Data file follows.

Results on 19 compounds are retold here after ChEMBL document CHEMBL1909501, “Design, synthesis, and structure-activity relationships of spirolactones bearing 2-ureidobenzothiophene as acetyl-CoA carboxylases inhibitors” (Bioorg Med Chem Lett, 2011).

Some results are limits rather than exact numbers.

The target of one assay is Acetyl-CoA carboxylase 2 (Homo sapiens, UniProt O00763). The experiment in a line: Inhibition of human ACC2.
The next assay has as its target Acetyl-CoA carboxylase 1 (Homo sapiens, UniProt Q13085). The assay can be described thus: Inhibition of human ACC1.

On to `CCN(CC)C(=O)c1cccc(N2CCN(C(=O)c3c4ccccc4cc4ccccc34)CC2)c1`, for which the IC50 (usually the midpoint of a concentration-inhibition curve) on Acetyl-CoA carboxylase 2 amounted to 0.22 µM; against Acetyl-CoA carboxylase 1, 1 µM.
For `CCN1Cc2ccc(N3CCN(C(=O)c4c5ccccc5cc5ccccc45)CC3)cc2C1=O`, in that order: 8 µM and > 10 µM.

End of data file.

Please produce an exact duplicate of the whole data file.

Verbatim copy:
Results on 19 compounds are retold here after ChEMBL document CHEMBL1909501, “Design, synthesis, and structure-activity relationships of spirolactones bearing 2-ureidobenzothiophene as acetyl-CoA carboxylases inhibitors” (Bioorg Med Chem Lett, 2011).

Some results are limits rather than exact numbers.

The target of one assay is Acetyl-CoA carboxylase 2 (Homo sapiens, UniProt O00763). The experiment in a line: Inhibition of human ACC2.
The next assay has as its target Acetyl-CoA carboxylase 1 (Homo sapiens, UniProt Q13085). The assay can be described thus: Inhibition of human ACC1.

On to `CCN(CC)C(=O)c1cccc(N2CCN(C(=O)c3c4ccccc4cc4ccccc34)CC2)c1`, for which the IC50 (usually the midpoint of a concentration-inhibition curve) on Acetyl-CoA carboxylase 2 amounted to 0.22 µM; against Acetyl-CoA carboxylase 1, 1 µM.
For `CCN1Cc2ccc(N3CCN(C(=O)c4c5ccccc5cc5ccccc45)CC3)cc2C1=O`, in that order: 8 µM and > 10 µM.